Review Summary: "We didn't know what was there, but we knew something was there."
There are musical occasions in which the qualities that some people would hate about a record are what other people like or love about it. Remember Ulver's infamous black metal record Nattens Madrigal? To some, it was unlistenable dreck because of its sound quality and perceived repetition, and yet others found those very qualities mesmerizing and incredibly interesting to listen to. Well, the same thing could be said for the first demo by up-and-coming hardcore/emoviolence/metalcore act Dry Satire, comprised of fellow Sputnikmusic users Jacob Scheppler, William Crawford, and Alex Cunningham. The demo will definitely end up being polarizing to listeners (whether into hardcore/metalcore or not) because of its production quality and extremely raw overall sound and vibe. However, there's just enough here for me to recommend it.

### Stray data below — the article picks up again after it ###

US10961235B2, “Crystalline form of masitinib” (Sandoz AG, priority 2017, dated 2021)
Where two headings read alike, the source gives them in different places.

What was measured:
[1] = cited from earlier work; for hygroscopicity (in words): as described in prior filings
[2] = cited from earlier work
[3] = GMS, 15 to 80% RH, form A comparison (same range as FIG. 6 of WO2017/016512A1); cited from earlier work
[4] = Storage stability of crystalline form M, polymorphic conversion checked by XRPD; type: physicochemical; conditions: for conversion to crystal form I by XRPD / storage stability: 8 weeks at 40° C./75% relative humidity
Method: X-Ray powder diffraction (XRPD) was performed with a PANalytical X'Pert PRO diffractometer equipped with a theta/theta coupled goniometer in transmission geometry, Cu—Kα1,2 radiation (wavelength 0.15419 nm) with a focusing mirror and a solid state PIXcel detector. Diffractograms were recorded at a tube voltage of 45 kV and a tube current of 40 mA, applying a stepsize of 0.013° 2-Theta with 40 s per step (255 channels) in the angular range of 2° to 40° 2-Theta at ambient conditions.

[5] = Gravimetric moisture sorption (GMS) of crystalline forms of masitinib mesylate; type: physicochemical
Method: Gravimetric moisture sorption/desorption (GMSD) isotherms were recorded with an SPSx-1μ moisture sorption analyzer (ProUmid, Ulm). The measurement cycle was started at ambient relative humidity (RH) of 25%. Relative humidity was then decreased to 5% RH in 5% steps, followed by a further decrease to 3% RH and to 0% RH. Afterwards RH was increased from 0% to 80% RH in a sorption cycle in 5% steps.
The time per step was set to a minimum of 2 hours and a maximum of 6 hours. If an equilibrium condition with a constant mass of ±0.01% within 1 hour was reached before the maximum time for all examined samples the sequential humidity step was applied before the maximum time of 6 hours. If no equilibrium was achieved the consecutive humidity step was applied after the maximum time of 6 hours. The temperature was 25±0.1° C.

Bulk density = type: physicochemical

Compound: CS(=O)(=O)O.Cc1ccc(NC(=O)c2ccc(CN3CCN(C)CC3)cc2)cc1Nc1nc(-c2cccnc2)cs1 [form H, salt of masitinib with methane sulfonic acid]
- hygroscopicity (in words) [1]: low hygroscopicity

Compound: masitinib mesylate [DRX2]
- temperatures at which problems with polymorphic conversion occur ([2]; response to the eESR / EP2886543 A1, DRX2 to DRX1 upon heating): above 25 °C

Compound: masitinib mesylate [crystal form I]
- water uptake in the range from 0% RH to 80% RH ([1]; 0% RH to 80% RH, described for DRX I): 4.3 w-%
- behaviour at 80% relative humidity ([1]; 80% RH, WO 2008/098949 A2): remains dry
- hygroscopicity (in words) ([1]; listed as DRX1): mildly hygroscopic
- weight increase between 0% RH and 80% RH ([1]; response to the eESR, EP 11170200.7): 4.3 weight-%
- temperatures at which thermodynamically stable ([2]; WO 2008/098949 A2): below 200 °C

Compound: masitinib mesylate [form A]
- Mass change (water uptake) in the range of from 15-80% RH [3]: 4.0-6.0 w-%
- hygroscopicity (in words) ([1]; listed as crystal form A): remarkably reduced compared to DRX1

Curiously, only two out of the four songs are consistently loud and intense, the first song primarily being an intro from the drummer of Jerome's Dream in an interview style and the last song being a solely guitar-based experiment. The two songs that are sandwiched in the middle are face-meltingly distorted and brutal, sacrificing complexity and melody to deliver a proverbial swift kick to the nuts. The lyrics are usually pretty inaudible because of the muddled quality of the screamed vocals, but it's not a heavy loss given the audible passion of said screaming and how the music picks up the slack. Thing is, if you like your music clean and polished, this will do nothing for you. That is, except for the final track, that "guitar-based experiment" that was mentioned. Presented in a much cleaner fashion than the rest of the experience, "Squestered" is a somber number filled with variations on notes from the D-minor scale. The lack of drumming and the hollower guitar tone really end up setting a uniquely lonely and "murky" vibe that sets it apart from the other songs. The biggest issue with the demo is that one of the eight minutes is spent with that aforementioned introductory commentary and while it's nice to at least have an intro, it would have been nice to have the rest of the song (the actual music segment) play out a little bit longer. Nonetheless, Dry Satire's demo is quite an entertaining and intense experience. It does sound a bit embryonic by this point (particularly because of the production quality and obviously the lack of songs) but it's just a demo; there's plenty of room for the trio to keep improving and expanding upon this glorious rawness. For being such a short musical trip, this is a really promising experience. Just be warned: it's incredibly noisy (for the most part) and not for the faint of heart.